Within hours of a terror attack that left 14 dead in Southern California, the nation’s best-known Islamic advocacy group held a press conference with the killers’ family – and Muslims around the country cringed.
In the days following the Dec. 2 attack in San Bernardino, Council for American-Islamic Relations representatives partially blamed U.S. policy for terrorist attacks, accused gunman Syed Rizwan Farook’s co-workers of making fun of his beard and sought to downplay comments by Farook’s father linking him to ISIS. Like Muslims throughout the U.S., CAIR officials condemned the attack, but too often with what sounded to critics like subtle caveats.
“CAIR is a primary obstacle in the effort of many honest American Muslims who recognize our need to own up and lead long-overdue reforms against the root causes of radicalization: Islamism and its separatism,” said Dr. Zuhdi Jasser, an ex-U.S. Navy officer who founded and heads the American Islamic Forum for Democracy.
“CAIR is a primary obstacle in the effort of many honest American Muslims who recognize our need to own up and lead long-overdue reforms against the root causes of radicalization: Islamism and its separatism.”
For would-be reformers like Jasser, reclaiming the faith begins with taking back control of Islam’s image. He and other increasingly outspoken Muslim-Americans say true moderates must be honest and unequivocal in condemning acts of violence carried out in the name of Islam. Most of all, they are tired of the Washington-based nonprofit claiming to speak for them.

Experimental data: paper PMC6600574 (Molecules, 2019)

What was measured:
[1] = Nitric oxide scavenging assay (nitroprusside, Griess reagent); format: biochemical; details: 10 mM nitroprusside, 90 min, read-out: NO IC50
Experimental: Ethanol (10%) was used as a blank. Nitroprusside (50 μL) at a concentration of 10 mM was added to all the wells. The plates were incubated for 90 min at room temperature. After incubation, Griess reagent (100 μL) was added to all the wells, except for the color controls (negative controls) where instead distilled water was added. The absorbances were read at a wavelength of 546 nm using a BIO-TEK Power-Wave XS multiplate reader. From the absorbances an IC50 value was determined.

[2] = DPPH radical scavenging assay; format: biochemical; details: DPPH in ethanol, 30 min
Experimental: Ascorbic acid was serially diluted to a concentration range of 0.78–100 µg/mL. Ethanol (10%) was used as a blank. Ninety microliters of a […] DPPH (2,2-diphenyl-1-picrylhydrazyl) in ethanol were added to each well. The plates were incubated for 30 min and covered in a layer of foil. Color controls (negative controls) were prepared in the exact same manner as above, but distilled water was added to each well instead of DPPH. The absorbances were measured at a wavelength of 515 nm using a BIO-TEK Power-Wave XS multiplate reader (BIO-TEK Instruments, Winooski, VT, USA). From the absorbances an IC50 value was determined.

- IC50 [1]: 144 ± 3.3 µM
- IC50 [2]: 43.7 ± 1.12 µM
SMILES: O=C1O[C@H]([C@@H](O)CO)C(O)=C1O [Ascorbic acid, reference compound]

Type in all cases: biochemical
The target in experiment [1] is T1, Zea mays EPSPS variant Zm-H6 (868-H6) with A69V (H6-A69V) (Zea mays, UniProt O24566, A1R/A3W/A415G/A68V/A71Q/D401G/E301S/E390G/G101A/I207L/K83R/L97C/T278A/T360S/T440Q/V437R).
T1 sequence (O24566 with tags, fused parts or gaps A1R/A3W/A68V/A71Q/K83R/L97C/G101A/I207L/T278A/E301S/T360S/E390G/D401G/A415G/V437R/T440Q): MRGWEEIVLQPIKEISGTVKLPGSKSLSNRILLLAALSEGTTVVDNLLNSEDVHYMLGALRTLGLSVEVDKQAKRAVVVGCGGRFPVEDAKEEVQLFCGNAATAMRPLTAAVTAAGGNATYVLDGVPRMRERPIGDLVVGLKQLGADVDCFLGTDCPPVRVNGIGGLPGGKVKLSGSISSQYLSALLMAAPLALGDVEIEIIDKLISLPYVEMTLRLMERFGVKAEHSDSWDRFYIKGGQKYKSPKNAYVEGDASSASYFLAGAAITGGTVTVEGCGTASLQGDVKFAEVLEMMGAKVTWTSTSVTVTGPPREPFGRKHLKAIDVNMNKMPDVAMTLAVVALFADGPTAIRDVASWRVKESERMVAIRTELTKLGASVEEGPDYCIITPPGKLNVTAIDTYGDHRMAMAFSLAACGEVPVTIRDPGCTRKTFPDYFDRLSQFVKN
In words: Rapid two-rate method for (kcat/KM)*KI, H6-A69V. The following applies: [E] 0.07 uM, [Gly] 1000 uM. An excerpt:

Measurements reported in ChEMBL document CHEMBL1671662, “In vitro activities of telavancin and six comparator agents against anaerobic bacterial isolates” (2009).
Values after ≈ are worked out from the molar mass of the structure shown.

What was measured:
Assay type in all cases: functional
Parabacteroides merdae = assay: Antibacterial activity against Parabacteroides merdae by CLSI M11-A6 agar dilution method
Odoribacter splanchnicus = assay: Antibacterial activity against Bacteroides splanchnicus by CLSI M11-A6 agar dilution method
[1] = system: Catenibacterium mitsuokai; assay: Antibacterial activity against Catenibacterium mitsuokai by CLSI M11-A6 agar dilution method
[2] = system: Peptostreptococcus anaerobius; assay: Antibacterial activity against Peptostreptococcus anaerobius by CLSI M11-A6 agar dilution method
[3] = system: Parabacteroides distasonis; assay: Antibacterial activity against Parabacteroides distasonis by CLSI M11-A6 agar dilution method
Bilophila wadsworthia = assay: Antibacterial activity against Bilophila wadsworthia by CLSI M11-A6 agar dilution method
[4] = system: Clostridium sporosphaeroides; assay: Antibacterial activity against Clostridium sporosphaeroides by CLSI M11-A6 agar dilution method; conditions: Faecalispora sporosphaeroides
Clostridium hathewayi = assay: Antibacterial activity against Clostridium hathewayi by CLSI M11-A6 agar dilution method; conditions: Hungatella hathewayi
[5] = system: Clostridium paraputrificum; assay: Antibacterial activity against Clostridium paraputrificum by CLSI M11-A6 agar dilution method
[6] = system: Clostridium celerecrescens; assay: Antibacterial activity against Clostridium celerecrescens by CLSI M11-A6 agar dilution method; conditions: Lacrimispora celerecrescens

“CAIR’s information is marketed and packaged so it seems that they speak for all of us, but they don’t speak for me and my group,” said Raheel Raza, president of the Council for Muslims Facing Tomorrow. “CAIR does not and has never represented the majority Muslim voices which are as diverse as Muslims in America.”
Muslims Facing Tomorrow is one of more than a dozen moderate Islamic groups from the U.S., Canada and European countries that have joined the Muslim Reform Movement, an alliance put together by Jasser.
The Muslim Reform Movement rebukes violent jihad, advocates for a separation of “mosque and state," and celebrates individual freedom, human rights and gender equality, and secular democracy, according to its founders, who also reject the idea of an Islamic State and its Sharia Law.
“We are in a battle for the soul of Islam, and an Islamic renewal must defeat the ideology of Islamism,” read a statement from the group, which formed following the Nov. 13 attacks in Paris and met for the first time in Washington just two days after the San Bernardino attack.
CAIR does not publicly support an Islamic State, Sharia Law in the U.S. or acts of violence. But moderate critics from within the faith say CAIR’s reflexive tendency to raise moral equivalence arguments or warn of backlashes against Muslims even as it condemns terror attacks does them no favors. In addition, CAIR’s past links to Hamas, having been named an unindicted co-conspirator in a 2007 federal trial involving the Palestinian terrorist group, make it easy for critics to doubt its sincerity – and by unfair extension, that of other Muslims.